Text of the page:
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Story of the Limerick Verse, Shannon Region, Ireland

In the history of Irish literature the town of Croom, in the heart of County Limerick, is celebrated as the meeting place of the 18th century Fili na Maighe, the Gaelic poets of the Maigue. This was the original birth place of ‘the Limerick’.

The ‘limerick’ is a form of comic verse consisting of five anapaestic lines of which the first, second, and fifth have three metrical feet and rhyme together and the third and fourth have two metrical feet and rhyme together.

The Maigue poets, writing in their native Irish, produced a great body of poetry, and the custom was widely adopted in other locations in Limerick City and County. Soon the neighbouring Counties of Cork, Clare and Tipperary began to pen the verse.

Two anthologies on the subject, published this century, list 42 poets and Irish scholars (part-time poets) of County Limerick who were known to have composed limericks. The themes of these early works included love-poems, drinking songs, poems on national affairs, and satires on public figures.

Two of the first, and most famous, exponents of the Limerick were poet and publican Sean O’ Tuama (1706-’75), and his friend Andrias MacCriath (1710-1793). O’ Tuama and MacCraith grew up together in Kilmallock, County Limerick and were educated in one of the many hedge schools of the time, with a traditional education incorporating Latin and Greek studies.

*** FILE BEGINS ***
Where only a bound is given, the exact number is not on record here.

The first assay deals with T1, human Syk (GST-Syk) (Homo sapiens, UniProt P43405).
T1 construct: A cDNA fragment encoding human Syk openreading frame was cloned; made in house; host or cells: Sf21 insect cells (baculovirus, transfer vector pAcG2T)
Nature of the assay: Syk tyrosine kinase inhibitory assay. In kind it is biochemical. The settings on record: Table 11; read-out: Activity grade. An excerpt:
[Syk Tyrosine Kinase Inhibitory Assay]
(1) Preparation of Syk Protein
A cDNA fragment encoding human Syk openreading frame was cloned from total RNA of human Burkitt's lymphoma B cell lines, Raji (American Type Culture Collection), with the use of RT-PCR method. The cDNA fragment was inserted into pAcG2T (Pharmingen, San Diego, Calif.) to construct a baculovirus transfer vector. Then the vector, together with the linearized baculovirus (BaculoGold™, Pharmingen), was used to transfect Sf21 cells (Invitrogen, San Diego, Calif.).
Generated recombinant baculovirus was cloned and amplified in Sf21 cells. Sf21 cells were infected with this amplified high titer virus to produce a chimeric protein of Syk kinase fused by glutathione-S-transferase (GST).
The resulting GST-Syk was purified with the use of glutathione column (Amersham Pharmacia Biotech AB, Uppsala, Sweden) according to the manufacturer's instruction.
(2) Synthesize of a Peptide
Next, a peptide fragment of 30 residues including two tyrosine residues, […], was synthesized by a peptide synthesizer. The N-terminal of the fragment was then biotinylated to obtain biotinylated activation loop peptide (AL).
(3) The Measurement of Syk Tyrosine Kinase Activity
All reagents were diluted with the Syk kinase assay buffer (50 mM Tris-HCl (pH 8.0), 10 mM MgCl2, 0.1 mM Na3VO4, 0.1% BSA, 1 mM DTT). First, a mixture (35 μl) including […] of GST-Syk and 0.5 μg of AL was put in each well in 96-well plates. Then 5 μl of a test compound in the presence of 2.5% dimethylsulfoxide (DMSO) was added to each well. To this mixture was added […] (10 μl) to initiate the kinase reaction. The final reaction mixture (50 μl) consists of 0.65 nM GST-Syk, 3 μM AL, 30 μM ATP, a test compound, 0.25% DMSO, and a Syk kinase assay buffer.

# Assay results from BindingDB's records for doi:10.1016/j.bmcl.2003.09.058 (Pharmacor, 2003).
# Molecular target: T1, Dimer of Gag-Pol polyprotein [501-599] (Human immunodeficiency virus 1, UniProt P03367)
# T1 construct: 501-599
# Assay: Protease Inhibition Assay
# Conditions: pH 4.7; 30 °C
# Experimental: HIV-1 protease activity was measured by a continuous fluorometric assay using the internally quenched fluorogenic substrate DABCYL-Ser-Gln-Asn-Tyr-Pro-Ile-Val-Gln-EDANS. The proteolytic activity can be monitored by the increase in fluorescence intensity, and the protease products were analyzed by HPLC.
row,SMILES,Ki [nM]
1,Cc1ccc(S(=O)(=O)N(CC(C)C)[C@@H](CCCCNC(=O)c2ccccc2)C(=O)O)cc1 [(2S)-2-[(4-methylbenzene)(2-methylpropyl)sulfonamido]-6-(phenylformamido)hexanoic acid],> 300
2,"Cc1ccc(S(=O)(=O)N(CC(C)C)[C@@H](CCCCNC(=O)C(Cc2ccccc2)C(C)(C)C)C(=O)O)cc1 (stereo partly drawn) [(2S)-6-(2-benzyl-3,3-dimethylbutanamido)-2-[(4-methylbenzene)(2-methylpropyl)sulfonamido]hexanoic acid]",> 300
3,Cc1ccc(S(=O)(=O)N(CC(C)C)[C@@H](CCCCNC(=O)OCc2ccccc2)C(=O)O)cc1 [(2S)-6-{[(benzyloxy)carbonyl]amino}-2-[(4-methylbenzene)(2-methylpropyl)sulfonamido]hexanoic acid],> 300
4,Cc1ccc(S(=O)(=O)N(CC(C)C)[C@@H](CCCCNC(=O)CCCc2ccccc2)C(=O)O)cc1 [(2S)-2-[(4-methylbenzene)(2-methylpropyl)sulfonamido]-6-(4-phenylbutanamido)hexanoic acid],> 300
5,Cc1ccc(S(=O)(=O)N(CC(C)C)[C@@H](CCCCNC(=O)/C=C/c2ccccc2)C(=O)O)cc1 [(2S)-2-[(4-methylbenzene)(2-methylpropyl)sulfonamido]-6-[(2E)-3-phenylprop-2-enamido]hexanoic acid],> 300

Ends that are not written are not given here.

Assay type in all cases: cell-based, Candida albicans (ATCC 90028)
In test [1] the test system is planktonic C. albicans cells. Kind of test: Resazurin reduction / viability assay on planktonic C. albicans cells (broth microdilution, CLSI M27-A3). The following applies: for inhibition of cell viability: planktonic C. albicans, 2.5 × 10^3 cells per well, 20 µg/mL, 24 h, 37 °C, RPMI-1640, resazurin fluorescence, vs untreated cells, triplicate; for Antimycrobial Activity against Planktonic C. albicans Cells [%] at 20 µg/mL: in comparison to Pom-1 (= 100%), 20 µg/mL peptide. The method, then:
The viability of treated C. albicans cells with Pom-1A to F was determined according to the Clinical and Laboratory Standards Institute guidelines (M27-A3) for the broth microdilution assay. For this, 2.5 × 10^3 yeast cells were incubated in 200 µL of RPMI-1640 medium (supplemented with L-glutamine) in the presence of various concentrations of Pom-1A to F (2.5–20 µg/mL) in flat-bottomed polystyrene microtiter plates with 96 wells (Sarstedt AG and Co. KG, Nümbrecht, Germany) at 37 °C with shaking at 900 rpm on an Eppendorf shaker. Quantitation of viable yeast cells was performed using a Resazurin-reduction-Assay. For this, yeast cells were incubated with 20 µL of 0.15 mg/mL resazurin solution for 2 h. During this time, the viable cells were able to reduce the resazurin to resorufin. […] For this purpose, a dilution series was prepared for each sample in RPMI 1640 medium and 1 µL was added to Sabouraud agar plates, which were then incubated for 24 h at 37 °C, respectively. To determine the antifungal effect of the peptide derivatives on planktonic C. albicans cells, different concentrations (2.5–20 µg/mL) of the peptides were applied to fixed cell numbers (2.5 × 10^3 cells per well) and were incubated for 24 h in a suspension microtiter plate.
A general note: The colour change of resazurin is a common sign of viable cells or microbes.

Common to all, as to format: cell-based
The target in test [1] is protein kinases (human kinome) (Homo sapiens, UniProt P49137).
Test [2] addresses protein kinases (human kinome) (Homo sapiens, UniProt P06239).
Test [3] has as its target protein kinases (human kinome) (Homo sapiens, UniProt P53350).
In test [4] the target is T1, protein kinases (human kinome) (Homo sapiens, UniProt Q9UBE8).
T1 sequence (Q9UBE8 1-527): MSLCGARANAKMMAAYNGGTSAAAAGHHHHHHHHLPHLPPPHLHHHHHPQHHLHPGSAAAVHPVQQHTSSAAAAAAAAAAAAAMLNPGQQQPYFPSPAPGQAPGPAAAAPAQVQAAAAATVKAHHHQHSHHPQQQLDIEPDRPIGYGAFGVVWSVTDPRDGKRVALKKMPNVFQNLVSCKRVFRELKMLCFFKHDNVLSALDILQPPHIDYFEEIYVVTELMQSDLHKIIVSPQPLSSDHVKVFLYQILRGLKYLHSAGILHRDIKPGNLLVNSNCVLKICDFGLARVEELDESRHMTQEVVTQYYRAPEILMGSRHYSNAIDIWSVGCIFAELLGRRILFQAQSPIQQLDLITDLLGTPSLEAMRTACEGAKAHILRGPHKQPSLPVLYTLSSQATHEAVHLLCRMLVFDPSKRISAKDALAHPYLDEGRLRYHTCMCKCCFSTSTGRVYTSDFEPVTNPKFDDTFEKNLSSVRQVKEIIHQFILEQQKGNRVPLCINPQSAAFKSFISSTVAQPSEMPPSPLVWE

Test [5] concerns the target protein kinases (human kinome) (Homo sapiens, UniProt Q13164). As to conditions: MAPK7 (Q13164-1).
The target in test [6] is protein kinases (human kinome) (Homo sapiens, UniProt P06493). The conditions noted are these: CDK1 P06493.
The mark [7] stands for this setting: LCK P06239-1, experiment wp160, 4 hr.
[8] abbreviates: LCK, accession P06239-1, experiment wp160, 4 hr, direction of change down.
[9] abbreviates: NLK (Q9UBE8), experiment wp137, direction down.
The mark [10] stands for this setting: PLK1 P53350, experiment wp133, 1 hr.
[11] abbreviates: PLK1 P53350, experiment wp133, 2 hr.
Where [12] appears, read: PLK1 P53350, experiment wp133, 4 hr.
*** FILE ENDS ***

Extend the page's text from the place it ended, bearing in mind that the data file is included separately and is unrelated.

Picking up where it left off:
O’ Tuama later became a publican and word of his hospitality grew, as did the popularity of the Limerick. Poets in North Cork, Clare and Tipperary began to pen the verses. O’ Tuama and his friend fell out and as a result scathing Limericks were written by them to castigate the other.

O’ Tuama wrote:

“I sell the best Brandy and Sherry
To make all my customers merry,
But at times their finances
Run short as it chances,
And then I feel very sad, very”.

To which MacCraith replied……..

“O’Tuama! You boast yourself handy,
At selling good ale and bright Brandy
But the fact is your liquor
Makes everyone sicker,
I tell you this I your good friend, Andy”.

Adare thatched cottage courtesy Shannon Tourism Development Much of the work of the Maigue poets is on display at the Adare Heritage Centre in the picturesque village of Adare in County Limerick. Today those interested in the Limerick verse can visit the Limerick’s Centre at Castle Lane beside the 13th century King John’s Castle.

Adare Heritage Centre
Main Street
Tel. 061 396666
Tours of Adare castle, restaurant, craft shops, Tourist Information Office.

Information and photo courtesy Shannon Regional Tourism Development.

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Traditional Irish Music in the Shannon
The Story of the Limerick Verse
Shannon Region Drives
Island Hopping in the Shannon
Flora of the Shannon
Experience 5000 Years of the Shannon
Lough Derg-Ireland’s Pleasure Lake

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